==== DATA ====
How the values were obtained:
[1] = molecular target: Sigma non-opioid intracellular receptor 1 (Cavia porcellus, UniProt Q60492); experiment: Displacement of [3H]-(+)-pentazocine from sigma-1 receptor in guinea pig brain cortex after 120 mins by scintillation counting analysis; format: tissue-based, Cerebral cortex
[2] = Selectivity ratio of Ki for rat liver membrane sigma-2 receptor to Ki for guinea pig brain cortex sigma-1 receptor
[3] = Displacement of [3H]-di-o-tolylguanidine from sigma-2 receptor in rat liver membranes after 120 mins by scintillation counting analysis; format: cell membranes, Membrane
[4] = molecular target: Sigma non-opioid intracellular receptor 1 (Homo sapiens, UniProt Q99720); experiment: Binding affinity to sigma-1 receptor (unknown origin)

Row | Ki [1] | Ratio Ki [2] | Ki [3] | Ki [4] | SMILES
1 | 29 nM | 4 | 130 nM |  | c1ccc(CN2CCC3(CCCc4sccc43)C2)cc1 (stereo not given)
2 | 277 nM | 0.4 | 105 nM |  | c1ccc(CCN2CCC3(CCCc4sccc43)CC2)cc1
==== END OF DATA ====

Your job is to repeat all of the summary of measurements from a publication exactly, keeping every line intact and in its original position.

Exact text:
How the values were obtained:
[1] = molecular target: Sigma non-opioid intracellular receptor 1 (Cavia porcellus, UniProt Q60492); experiment: Displacement of [3H]-(+)-pentazocine from sigma-1 receptor in guinea pig brain cortex after 120 mins by scintillation counting analysis; format: tissue-based, Cerebral cortex
[2] = Selectivity ratio of Ki for rat liver membrane sigma-2 receptor to Ki for guinea pig brain cortex sigma-1 receptor
[3] = Displacement of [3H]-di-o-tolylguanidine from sigma-2 receptor in rat liver membranes after 120 mins by scintillation counting analysis; format: cell membranes, Membrane
[4] = molecular target: Sigma non-opioid intracellular receptor 1 (Homo sapiens, UniProt Q99720); experiment: Binding affinity to sigma-1 receptor (unknown origin)

Row | Ki [1] | Ratio Ki [2] | Ki [3] | Ki [4] | SMILES
1 | 29 nM | 4 | 130 nM |  | c1ccc(CN2CCC3(CCCc4sccc43)C2)cc1 (stereo not given)
2 | 277 nM | 0.4 | 105 nM |  | c1ccc(CCN2CCC3(CCCc4sccc43)CC2)cc1